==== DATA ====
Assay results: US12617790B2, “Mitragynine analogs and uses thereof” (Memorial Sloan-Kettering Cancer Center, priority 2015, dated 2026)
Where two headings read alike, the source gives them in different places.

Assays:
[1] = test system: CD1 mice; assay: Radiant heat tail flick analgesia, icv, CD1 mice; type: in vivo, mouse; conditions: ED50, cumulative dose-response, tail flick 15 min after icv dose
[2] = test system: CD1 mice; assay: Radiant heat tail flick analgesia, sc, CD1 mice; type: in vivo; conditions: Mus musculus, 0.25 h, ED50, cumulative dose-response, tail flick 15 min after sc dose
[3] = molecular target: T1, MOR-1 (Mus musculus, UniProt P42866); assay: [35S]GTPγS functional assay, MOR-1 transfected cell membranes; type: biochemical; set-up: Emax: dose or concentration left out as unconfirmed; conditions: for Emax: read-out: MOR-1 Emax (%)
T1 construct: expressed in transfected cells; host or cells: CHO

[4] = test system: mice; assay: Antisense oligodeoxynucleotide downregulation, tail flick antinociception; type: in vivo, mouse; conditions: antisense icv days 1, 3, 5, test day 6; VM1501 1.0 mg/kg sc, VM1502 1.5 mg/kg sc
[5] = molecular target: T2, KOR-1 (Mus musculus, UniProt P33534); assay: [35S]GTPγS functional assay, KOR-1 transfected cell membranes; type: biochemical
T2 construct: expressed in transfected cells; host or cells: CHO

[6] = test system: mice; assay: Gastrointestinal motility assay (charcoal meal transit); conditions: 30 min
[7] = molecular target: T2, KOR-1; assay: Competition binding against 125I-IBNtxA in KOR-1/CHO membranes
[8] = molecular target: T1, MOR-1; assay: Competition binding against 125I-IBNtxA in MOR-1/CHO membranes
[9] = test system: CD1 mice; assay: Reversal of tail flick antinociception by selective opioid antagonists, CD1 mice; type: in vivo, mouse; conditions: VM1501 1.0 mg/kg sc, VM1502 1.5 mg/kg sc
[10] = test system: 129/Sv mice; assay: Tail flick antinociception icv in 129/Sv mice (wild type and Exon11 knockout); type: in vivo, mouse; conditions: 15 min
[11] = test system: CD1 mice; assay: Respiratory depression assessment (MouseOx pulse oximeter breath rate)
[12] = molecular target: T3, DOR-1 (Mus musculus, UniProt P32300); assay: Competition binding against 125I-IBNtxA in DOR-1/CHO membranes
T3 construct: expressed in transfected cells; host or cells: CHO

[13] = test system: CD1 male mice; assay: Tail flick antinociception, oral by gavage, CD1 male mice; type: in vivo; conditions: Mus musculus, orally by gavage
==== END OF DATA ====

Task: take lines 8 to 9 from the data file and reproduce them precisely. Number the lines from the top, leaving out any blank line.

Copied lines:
[4] = test system: mice; assay: Antisense oligodeoxynucleotide downregulation, tail flick antinociception; type: in vivo, mouse; conditions: antisense icv days 1, 3, 5, test day 6; VM1501 1.0 mg/kg sc, VM1502 1.5 mg/kg sc
[5] = molecular target: T2, KOR-1 (Mus musculus, UniProt P33534); assay: [35S]GTPγS functional assay, KOR-1 transfected cell membranes; type: biochemical